DRAFTMETRICS has not previously taken a close look at the source of undrafted free agents. Do they
come from small colleges that are lightly scouted by pro scouts? Are they the products of major colleges
that get overlooked as scouts focus on their more highly touted teammates? Or do they come from both
in roughly the same proportion as players who get drafted?
DRAFTMETRICS addressed this issue by reviewing the composition of players who started games in the
2008 through 2012 seasons, representing a total of 56,320 games started. Information on starts by
drafted players is also included to give a more complete picture. Following is a summary of the findings:
The next table is based on the same data and shows the “market share” of the schools in each category
for both drafted and undrafted players and the number of colleges with starters in each category.
This analysis does not provide a definite answer regarding the source of undrafted starters but does
highlight the following:
• 14.3% of all games during the five-year period were started by undrafted players
• Players from the Automatic Qualifying conferences were the prime source of talent among undrafted players, but not to the degree they are with drafted players.
• Roughly half the starts by undrafted players were by players from Automatic Qualifying conferences with the other half coming from teams lower in the “food chain”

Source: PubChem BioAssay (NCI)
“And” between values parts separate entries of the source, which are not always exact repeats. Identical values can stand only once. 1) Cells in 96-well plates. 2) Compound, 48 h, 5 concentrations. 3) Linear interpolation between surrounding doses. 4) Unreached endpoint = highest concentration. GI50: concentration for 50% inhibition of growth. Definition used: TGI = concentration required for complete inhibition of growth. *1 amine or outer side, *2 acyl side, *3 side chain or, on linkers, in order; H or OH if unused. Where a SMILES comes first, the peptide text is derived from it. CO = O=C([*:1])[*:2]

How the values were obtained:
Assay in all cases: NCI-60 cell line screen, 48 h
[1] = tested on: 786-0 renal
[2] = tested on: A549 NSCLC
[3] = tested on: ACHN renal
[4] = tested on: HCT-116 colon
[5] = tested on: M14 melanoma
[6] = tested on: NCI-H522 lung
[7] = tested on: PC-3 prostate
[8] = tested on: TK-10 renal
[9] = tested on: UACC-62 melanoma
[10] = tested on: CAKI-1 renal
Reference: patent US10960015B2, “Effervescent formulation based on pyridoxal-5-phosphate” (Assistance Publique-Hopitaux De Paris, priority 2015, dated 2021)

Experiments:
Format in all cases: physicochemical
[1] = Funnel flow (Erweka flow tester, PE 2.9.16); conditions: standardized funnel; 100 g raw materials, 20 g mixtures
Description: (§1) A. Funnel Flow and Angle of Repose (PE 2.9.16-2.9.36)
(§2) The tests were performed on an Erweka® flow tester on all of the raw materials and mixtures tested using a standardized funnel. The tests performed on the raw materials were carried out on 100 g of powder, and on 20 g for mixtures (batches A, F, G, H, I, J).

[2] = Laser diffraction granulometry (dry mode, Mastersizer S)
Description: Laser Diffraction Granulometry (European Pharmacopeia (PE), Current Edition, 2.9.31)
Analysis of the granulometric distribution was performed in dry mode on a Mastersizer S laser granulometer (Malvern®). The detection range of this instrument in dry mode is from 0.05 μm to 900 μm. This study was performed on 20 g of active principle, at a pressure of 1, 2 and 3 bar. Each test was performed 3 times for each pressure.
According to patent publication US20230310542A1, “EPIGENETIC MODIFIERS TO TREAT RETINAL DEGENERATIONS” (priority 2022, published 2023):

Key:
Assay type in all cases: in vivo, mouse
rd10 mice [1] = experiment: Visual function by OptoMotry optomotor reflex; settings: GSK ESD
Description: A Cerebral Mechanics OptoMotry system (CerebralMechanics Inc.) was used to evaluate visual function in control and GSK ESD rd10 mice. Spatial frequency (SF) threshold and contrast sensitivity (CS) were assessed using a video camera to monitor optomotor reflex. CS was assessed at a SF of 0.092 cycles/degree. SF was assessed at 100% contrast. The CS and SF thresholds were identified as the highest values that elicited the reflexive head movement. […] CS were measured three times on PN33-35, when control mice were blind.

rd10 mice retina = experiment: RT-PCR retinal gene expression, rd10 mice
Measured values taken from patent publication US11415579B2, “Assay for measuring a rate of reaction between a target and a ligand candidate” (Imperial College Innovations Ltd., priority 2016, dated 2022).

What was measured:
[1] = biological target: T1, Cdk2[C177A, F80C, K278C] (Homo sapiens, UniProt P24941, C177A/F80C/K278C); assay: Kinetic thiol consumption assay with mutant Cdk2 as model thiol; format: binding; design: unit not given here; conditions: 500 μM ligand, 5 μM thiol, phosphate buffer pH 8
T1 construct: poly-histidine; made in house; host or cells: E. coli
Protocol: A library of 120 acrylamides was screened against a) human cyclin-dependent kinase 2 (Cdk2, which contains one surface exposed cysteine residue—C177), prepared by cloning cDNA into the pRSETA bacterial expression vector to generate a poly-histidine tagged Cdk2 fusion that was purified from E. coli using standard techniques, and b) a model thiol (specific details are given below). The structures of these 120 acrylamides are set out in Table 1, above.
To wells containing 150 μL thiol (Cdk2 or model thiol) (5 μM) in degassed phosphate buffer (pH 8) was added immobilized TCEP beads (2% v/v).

• There is evidence, discussed below, that suggests that certain major producers of football talent are so heavily scouted that a player with a scintilla of talent from those schools is considered a safer choice than a more talented player from a smaller school
The following table supports the contention that there is a draft bias toward certain colleges. This table shows information for ten of the major producers of NFL talent.
The following table at least partially contradicts that contention. This table lists the top 10 colleges in
the number of starts by undrafted players. Seven colleges from the Automatic Qualifier conferences are
included in this top 10.
This top ten list does present some startling information. First, Kent State is the leader among all colleges in games started by undrafted players. It gets even better. Kent State has more starts than the combined total of the 10 major colleges listed above (258 vs. 177). Further, Kent State and Maine (a college with no starts from drafted players) account for over 5% of the total starts by undrafted players. Who would have guessed that one? It is also worth noting that five schools (Maine, Southern Illinois, Northern Iowa, Richmond and Eastern Illinois) account for nearly 40% of the starts from undrafted players from the All Other Colleges.
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